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I found a junction box under my deck that has grey cable, with each individual wire wrapped in the gray sheathing. So for example, the white wire has the white insulation around the copper wire, and grey sheathing around it... and the black wire has black insulation around the copper wire and grey sheathing around it, then the copper wire (ground) is just surrounded by the grey. But each wire is individually wrapped. I used a wire tester and determined the wires are hot, but what gauge wire would I need to use to tie into this existing box in order to not have major problems?

I am wanting to add an outdoor receptacle roughly 10 feet from the junction box I found. Adding in the receptacle is no issue for me, just want to make sure I use proper gauge wire for the pigtail.

  • Are there markings on the grey jacket saying what gauge the wires in the cable are? This sounds like a UF cable, but we can't tell the wire gauge from here... – ThreePhaseEel Jul 17 '17 at 1:40
  • @ThreePhaseEel - unfortunately not, I have followed the wire as far as I can (roughly 100 feet) and I see no visible markings on the outside of the jacket. – BellHopByDayAmetuerCoderByNigh Jul 17 '17 at 1:42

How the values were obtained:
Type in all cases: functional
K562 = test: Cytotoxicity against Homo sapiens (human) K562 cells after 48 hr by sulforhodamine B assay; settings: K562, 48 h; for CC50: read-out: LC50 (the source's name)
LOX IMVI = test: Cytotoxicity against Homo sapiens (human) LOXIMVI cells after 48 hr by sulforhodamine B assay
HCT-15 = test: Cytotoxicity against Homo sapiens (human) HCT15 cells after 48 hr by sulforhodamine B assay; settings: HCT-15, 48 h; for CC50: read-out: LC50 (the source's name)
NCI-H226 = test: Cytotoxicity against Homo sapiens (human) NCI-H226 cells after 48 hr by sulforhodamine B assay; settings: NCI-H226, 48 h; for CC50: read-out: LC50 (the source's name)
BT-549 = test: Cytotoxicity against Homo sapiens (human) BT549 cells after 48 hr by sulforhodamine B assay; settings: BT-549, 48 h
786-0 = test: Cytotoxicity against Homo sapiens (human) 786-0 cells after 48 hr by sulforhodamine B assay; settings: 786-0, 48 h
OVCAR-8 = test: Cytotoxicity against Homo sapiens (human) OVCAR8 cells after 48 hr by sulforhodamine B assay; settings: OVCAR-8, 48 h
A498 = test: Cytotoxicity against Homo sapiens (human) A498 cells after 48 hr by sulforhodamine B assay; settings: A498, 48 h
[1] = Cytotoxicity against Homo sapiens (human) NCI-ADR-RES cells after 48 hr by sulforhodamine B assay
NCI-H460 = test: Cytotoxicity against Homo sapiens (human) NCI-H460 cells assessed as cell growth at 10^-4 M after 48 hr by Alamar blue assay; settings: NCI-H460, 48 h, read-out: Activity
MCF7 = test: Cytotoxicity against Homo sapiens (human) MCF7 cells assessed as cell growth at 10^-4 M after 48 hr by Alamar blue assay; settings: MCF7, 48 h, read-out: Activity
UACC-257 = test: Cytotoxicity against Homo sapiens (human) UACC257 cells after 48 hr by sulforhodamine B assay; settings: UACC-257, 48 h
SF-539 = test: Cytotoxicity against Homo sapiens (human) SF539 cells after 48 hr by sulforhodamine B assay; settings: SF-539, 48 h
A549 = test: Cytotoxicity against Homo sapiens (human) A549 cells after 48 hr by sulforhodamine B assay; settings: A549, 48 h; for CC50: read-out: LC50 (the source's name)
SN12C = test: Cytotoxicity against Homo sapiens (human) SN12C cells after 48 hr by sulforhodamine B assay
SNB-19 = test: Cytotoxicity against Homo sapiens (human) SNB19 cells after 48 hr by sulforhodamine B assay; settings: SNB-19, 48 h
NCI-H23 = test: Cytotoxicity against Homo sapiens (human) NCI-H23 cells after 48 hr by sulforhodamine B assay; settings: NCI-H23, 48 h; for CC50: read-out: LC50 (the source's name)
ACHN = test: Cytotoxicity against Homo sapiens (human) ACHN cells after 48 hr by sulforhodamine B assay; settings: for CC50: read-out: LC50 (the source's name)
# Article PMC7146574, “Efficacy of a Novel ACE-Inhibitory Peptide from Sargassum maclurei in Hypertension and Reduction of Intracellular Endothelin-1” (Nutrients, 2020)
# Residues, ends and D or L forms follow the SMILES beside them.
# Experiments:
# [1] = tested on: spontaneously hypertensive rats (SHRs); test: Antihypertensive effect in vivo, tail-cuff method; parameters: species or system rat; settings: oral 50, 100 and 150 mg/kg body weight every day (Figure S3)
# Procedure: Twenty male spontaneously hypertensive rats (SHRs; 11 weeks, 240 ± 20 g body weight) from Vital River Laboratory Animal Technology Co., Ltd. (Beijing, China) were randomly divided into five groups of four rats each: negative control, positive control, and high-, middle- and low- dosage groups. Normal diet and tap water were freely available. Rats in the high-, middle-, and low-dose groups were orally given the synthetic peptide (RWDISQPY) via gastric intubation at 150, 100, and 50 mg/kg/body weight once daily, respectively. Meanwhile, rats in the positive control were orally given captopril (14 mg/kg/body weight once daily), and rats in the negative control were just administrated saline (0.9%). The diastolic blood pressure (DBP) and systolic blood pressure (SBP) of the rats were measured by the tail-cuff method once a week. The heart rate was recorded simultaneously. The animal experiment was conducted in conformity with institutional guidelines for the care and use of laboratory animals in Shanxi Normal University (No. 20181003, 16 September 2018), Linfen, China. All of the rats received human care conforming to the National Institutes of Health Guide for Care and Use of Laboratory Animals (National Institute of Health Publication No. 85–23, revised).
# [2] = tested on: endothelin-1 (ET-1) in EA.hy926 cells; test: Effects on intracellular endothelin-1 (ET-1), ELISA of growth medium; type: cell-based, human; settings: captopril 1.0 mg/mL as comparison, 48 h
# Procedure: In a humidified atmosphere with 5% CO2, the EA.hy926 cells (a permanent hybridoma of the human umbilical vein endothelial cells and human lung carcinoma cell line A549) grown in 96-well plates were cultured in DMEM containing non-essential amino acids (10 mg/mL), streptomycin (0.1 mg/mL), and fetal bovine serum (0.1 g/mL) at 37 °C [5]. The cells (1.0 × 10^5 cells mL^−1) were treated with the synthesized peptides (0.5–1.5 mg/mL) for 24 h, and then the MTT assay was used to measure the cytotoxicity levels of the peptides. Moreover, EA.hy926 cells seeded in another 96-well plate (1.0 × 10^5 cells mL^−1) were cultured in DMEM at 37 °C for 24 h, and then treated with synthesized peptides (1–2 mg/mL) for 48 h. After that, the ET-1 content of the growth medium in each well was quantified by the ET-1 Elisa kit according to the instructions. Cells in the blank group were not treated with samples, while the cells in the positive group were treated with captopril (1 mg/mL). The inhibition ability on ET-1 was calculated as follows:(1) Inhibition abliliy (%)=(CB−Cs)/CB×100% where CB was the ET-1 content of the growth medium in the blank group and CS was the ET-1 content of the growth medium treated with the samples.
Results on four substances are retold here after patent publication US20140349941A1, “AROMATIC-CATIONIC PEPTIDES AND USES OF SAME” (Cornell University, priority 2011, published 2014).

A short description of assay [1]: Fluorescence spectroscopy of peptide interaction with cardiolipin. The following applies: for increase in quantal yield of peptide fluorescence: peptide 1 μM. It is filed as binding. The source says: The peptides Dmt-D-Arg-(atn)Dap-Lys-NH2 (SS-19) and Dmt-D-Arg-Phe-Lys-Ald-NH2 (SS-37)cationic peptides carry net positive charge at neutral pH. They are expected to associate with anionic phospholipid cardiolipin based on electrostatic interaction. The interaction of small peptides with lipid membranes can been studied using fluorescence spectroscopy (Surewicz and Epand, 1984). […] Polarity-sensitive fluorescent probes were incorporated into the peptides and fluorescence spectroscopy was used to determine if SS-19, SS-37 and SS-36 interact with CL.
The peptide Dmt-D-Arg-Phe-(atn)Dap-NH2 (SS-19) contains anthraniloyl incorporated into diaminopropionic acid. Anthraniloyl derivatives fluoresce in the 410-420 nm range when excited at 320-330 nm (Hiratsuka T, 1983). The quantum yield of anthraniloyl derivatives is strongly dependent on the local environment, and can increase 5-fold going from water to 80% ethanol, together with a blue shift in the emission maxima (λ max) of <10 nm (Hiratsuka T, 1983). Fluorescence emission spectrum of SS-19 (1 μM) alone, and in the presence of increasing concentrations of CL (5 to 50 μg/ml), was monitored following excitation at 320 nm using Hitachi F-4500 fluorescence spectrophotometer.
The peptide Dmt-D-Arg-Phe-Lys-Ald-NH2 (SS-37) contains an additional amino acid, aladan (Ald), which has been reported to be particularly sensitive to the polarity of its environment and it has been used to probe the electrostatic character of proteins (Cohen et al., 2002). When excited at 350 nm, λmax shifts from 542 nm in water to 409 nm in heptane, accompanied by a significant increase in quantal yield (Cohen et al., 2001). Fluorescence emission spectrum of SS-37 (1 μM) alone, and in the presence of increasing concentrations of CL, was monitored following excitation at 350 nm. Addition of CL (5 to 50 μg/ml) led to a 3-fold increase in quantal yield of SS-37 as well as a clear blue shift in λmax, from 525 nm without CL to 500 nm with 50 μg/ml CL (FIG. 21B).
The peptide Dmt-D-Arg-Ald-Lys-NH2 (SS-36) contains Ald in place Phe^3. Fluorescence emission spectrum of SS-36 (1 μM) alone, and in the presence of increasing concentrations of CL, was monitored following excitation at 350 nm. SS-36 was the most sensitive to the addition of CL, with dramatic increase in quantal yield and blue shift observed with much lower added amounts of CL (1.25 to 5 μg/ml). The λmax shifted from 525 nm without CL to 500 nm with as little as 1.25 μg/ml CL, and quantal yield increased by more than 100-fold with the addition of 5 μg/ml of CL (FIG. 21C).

• Can you measure the diameter of the wires inside (say, with a pair of calipers)? – ThreePhaseEel Jul 17 '17 at 1:43
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    Find the overcurrent device and make sure your wire is at least large enough to match that amp rating. – Jimmy Fix-it Jul 17 '17 at 4:22
  • Yep, to re-phrase what @JimmyFix-it said, turn circuit breakers off until you identify the one that turns that wire off. As long as it's a single handle breaker if the breaker says 15 on the handle use 14 gauge wire, if the breaker says 20 use 12 gauge wire. Be sure to use UF, not NM for your extension. – Tyson Jul 17 '17 at 14:42

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